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What You Need To Know When It Comes To Colombian Coffee

bestcoffeesupplierNov 5, 2019, 7:10:08 PM
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Yes, it is true that coffee originated in Africa, however, due to its widespread, it has been perfected in various parts of the world. If you happen to be one of those who are fond of aromatic coffees, then nothing can beat the cup of brewed coffee that you can have in Colombia. It has been said that the coffee industry in Colombia can be dated back in the early eighteen hundredths. Right after the start of the operation of different plantations, they began exporting to North America and Europe. The different types of coffee that predominantly grow in Colombia are the Coffee Arabic Tree. Coffee Arabic Tree is known for growing best in mountainous climates and prefers shade rather than direct sunlight. Native plants such as banana trees and rubber helps shield coffee plants from the sun, and is capable as well of providing the perfect environment for the beans to grow.

There are other things that you have to be aware of when it comes to Colombian Coffee such as the fact that its trees usually reach maturity at a span of four or five years. At this point in time, farmers will be able to harvest the berries. Conventionally, Colombian coffee has been handpicked in order for the ripe fruit to be removed alone, leaving the rest of the fruits to ripen. In this present day and time that we live in, strip-picking is used as well. When we say strip-picking, we are referring to a process of removing fruits wherein the entire tree is shaken so that the berries that have matured and are perfectly ripened will be removed from the tree. However, there are times when even the unripen fruits will be removed as well. So many coffee makers prefer the more labor intensive handpicked method. After doing this step, what comes after is the separation of the flesh of the berries from the seeds. Then the seeds will be soaked in water for twenty-four to forty-eight hours. This will cause a small amount of fermentation, while dissolving any pulp that is still attached to the beans. The final process of making Colombian coffee is the laying of the beans out in the sun and letting them dry. You have to make sure that they are turned regularly. This will reduce the acidity in the beans. Foreign items like leaves and twigs can be removed before the beans are packed and shipped to the customers. Again, this is the conventional method of creating Colombian coffee. At present, there are now tons of larger plantations that are making use of commercial drying machines.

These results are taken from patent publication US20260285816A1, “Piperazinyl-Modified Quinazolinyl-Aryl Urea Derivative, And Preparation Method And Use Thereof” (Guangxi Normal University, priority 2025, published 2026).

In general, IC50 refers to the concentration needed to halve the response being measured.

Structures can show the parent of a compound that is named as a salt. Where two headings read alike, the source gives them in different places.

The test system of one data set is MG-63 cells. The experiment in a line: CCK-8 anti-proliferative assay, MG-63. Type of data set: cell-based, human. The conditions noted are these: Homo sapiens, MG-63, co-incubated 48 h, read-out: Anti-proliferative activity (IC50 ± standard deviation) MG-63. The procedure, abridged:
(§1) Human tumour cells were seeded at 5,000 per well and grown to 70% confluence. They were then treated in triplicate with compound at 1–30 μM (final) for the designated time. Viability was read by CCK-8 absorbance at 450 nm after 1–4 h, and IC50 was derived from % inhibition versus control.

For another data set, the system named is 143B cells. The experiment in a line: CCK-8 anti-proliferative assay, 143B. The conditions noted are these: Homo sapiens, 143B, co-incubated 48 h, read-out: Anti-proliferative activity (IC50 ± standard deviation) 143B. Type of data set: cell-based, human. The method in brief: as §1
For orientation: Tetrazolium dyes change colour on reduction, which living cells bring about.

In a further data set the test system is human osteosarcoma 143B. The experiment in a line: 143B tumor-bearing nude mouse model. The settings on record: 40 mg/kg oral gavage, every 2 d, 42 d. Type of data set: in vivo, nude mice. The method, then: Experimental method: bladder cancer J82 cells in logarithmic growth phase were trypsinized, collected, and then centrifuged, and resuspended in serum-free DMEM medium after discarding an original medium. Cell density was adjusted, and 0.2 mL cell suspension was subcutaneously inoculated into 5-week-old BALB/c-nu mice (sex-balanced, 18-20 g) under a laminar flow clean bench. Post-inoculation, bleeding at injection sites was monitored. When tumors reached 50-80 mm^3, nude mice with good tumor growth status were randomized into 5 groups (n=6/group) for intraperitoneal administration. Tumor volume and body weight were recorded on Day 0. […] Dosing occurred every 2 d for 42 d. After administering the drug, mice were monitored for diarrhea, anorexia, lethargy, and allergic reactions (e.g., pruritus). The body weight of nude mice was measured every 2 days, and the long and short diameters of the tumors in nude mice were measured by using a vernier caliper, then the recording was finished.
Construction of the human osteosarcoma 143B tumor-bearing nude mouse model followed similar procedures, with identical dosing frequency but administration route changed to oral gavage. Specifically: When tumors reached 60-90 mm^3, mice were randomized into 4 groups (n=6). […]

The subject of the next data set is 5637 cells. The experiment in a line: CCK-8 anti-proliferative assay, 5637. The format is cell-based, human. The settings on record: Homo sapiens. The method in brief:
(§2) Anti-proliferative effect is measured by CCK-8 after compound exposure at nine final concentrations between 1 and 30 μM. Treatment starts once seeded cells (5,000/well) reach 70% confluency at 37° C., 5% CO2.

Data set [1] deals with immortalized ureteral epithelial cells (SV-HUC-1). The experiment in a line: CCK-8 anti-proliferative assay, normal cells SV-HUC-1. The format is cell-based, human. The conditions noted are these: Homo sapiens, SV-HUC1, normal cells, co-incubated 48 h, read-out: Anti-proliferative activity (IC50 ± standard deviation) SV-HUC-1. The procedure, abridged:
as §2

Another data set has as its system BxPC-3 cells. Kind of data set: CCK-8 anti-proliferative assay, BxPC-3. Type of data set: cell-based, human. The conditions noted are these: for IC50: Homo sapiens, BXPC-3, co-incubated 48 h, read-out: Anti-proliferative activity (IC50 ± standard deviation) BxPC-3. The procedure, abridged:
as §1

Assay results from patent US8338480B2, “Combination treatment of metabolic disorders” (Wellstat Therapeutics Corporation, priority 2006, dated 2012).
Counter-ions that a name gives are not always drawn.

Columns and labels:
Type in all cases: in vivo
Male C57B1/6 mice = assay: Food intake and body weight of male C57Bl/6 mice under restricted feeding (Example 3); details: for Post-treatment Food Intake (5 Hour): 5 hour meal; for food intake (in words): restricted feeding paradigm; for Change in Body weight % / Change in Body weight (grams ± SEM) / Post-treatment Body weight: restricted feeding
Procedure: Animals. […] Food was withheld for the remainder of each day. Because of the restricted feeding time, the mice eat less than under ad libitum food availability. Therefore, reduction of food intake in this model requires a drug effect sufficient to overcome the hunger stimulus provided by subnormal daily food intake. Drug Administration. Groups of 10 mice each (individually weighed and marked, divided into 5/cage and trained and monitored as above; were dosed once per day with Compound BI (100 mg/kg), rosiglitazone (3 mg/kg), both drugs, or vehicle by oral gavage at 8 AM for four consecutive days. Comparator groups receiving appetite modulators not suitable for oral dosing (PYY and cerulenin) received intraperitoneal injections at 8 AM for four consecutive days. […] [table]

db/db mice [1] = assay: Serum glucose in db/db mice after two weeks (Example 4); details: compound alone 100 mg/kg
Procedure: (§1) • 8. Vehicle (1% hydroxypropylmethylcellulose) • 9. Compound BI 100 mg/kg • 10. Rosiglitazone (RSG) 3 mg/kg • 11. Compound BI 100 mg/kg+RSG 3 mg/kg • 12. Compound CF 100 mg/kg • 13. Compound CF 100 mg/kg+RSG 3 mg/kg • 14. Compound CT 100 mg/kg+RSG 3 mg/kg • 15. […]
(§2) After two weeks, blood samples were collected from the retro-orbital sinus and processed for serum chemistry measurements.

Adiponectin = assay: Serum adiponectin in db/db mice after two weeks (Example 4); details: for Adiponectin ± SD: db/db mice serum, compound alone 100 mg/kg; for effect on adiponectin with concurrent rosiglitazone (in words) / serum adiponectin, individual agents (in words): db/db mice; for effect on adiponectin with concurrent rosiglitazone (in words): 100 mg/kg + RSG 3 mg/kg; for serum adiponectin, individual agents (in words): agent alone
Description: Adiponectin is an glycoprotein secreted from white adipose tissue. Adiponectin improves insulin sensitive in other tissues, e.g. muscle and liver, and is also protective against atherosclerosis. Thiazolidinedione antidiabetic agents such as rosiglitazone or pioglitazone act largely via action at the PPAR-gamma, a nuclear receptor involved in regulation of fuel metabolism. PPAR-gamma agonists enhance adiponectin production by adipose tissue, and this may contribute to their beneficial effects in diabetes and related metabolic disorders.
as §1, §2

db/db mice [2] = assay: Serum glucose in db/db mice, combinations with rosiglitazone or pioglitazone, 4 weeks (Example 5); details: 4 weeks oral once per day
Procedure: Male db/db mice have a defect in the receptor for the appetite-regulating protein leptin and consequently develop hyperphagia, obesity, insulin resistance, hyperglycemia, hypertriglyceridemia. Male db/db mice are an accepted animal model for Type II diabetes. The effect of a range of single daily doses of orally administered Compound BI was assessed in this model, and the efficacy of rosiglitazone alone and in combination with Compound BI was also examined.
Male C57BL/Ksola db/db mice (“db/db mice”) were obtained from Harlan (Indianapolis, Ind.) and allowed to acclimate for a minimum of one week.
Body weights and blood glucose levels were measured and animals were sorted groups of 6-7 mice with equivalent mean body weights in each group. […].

Learn more info here: https://en.wikipedia.org/wiki/Coffee.